Just as exercise improves your physical health, brain workouts make your brain stronger, boosting your memory and thinking skills. Even better, it’s never too late to begin exercising your most important muscle. Read on for 10 easy ways to stimulate your brain.
Your mind and body are interconnected so, often, what benefits the body benefits the brain. Regular exercise, even taking a simple walk, goes a long way toward improving your memory and cognitive skills, according to Dr. Scott McGinnis, an instructor in neurology at Harvard Medical School.
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In fact, the foot’s impact during a walk sends pressure waves through the arteries, increasing blood flow and resulting in a healthier mind, according to researchers at New Mexico Highlands University. Try adding some of these physical activities to your daily or weekly routine to boost blood flow to your brain:
In a study in the journal Neurology, regular reading and writing in late life reduced the rate of memory decline by 32%.
Here are ideas to get reading more often:
You may know that nuts, fish, and red wine have been linked to a healthy brain. For an extra brain boost, try including these foods in your diet, suggests Healthline:
If your mother or teachers told you to sit up, they were right to — maintaining an upright posture improves circulation and blood flow to the brain. Here are three ways to improve yours:
Sleep problems can lead to trouble with memory, concentration, and other cognitive functions, says the National Institute on Aging. Memories and newly learned skills move to more permanent regions of the brain while you sleep, according to the National Sleep Foundation (NSF). This makes them easier to recall.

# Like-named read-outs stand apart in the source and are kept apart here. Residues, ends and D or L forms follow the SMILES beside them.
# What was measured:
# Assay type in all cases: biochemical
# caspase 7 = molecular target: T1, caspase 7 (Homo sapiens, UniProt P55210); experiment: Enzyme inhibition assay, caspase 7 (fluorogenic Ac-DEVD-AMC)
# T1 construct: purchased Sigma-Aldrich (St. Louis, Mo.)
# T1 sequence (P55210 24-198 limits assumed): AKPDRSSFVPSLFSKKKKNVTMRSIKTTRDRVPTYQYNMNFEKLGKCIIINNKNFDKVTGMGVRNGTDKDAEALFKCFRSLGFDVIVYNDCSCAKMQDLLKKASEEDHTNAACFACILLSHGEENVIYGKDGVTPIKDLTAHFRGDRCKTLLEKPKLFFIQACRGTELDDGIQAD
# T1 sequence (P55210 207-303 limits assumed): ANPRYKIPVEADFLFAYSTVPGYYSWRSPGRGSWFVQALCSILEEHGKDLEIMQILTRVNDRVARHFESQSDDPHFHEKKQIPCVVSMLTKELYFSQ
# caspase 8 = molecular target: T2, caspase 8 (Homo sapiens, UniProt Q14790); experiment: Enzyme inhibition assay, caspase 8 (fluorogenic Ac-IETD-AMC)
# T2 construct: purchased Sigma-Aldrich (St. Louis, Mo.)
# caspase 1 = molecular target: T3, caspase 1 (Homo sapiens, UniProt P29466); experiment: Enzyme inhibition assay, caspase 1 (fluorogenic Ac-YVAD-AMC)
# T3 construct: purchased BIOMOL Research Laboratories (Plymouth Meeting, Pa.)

Adults 65 and older should aim for seven to eight hours of sleep, says the NSF. If you’re between the ages of 26 and 64, the goal is to get seven to nine hours of sleep.
Do you want to ensure you’re getting the best sleep possible? Here are some tips to help:
Paint, color in an adult coloring book, or grab a pen and paper and draw. Whether it’s a masterpiece, or a mere doodle, making something artistic is a creative workout and an intellectual activity for the brain.
Games are another excellent and simple way to sharpen and stimulate your mind. Here are a few fun games for your brain:
Many people find listening to or playing music enjoyable, but that’s not the only benefit — it also improves memory function in older adults, according to a 2019 study in Frontiers in Psychology. Finding your favorite tunes, or learning to read or play music is easier than ever thanks to versatile platforms and technology:
Even if international travel isn’t in your plans, learning a new language can be beneficial. It improves cognitive functioning in older adults, according to a review of several studies in Frontiers in Human Neuroscience.
Learning a craft or skill can stimulate your mind, relieve boredom, and liven up your daily routine. Many colleges and senior centers offer engaging, low-cost lectures and classes for older adults. Whether you’re learning a new recipe, beefing up your computer skills, ongoing education is a surefire way to stay sharp. What interests you?
Writing improves working memory and communication abilities. In the end, it doesn’t matter what you decide to write because simply expressing yourself will boost your brain activity. These 9 easy writing exercises can jumpstart your creative energy. Have fun, and enjoy a brain workout by writing one of the following:
Although there are no clinically proven ways to reverse the course of brain diseases like Alzheimer’s, these tips may help combat normal, age-related mental decline. By continuing to find unique ways to stimulate your brain, you increase the odds your brain will thrive for years to come.
Merritt Whitely is an editor at A Place for Mom. She developed health content for seniors at Hearing Charities of America and the National Hearing Aid Project. She’s also managed multiple print publications, blogs, and social media channels for seniors as the marketing manager at Sertoma, Inc.